How Far Should Fleet Managers Trust Their Robot Drivers?

How Far Should Fleet Managers Trust Their Robot Drivers?

An article by Marc, Editor at IoT Business News.

The autonomous driving future is no longer so distant on the horizon; in fact, in many industries, self-driving vehicles have long been knocking on our door. This is likely good news for most people, who will enjoy lower transportation costs and greater accessibility overall — but it is incredibly daunting for anyone with business ties within transportation.

When it comes to the shipping industry, businesses are most often thrill at the idea of transitioning to an autonomous fleet, but few truly understand what that transition would mean. In truth, drivers do more than pilot the vehicle; they also have the knowledge, skill and experience to drive safely in nearly all situations, protecting not just themselves and the vehicle but also the freight in the trailer. As one trucker out of Florida says:

“I could be driving and as a human being I can see the cars coming across in front of me, and I know how to react, whether I brake slowly or brake hard or whatever. The computer just measures that there is a car that came out in front of you, and guess what it does? It slams on the brakes. If I am going downhill, that is 80,000 pounds. If I am going downhill in the rain or the snow, guess what? I am going for a ride.”

For all of human history, traders have been forced to trust that those transporting their goods would do so competently and safely — but now, businesses can choose to outsource the job to robots. Is that a good idea?

How Robot Trucks Work Today

First, it’s important to note that robot trucks are in the future, but they won’t be rolling out for commercial or private use within the next year or two. Though self-driving vehicles have been tested extensively, they aren’t by any means ready for the roads — and the roads aren’t ready for them, either. Prior to autonomous vehicles’ widespread application, lawmakers need to draft legislation regarding when, how and for what self-driving automobiles may be used, to protect passengers, corporate fleet owners, other drivers and more.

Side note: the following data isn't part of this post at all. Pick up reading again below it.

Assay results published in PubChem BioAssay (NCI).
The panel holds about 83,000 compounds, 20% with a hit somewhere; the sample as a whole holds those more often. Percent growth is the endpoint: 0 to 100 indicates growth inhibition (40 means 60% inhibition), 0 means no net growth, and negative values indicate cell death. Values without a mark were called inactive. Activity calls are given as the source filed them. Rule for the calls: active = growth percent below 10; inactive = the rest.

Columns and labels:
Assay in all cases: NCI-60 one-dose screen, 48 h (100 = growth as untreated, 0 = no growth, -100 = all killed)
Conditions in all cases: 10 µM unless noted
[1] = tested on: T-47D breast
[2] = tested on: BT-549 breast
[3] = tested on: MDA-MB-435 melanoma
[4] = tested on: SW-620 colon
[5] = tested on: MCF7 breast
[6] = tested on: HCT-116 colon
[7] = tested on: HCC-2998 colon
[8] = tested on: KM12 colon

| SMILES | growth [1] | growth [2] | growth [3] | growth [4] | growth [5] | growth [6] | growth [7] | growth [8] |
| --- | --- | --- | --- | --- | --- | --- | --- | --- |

However, even more significantly, robot trucks simply can’t yet go the distance that most fleet managers need them to. As yet, autonomous vehicles rely extensively on pre-generated maps of their surroundings to navigate, and each car can only carry a limited amount of geographic data onboard as it drives. Typically, that means self-driving vehicles are bounded in relatively small territories; the longest self-driving trip to date was performed by an Uber truck, which journeyed a mere 120 miles. For fleet managers who operate within a small geographic region, like a city, this isn’t an issue, but because most fleet managers in shipping run larger operations, this means that computers simply aren’t feasible as driver replacements right now.

What’s more, a robot driver simply can’t perform all the duties currently entrusted to a human driver. As fleet managers know, drivers review and pack loads, document conditions of contents, guard against theft, check trucks for problems, listen and look for signs of failure and administer fuel. There simply aren’t viable replacements for all of these services — but there are some.

Tools to Make Robot Trucks Better

self-driving truckJust because robot trucks aren’t around the next corner doesn’t mean shipping companies can’t start preparing with supplementary technology now. By integrating this technology sooner, fleet managers can become familiar with it before transitioning to a fully autonomous fleet. Thus, fleet managers can identify what systems work and what don’t well before the situation stridently demands it.

  • GPS tools. Every sane fleet already uses some sort of GPS tool for navigation or tracking, but it might be time to upgrade from simple, free options like Google Maps to GPS tools that provide more features to fleet managers and trucks. For instance, Trucker Path Pro offers up-to-date fuel prices, real-time road conditions, locations of truck stops and weigh stations and more.
  • Driver monitoring. Cameras in the cockpit as well as sensors to check acceleration, braking, direction and time give managers more insight into driver behavior and help everyone stay safer on the road. These same devices will help managers understand how robots pilot vehicles without deploying a human driver to accompany the autonomous truck.
  • Damage indicators. Tools amongst and within freight can provide accurate information regarding package handling. Higher-quality impact monitors can even record where and when damage to the package took place, so managers can understand potentially dangerous robot driving habits.

Why Most Orgs Should Stick With Drivers (for Now)

Human drivers tend to have the experience and capability that robots currently lack. Over time, autonomous vehicles may improve, and systems may develop that robot shipping becomes a realistic solution. For now, while the technology is fascinating and exciting, it isn’t feasible for shipping companies of any size or scope thanks to substantial limitations in the technology and regulation. While preparing now for the autonomous future is wise, fleet managers and drivers alike have little reason to worry about the transition to robot trucks.

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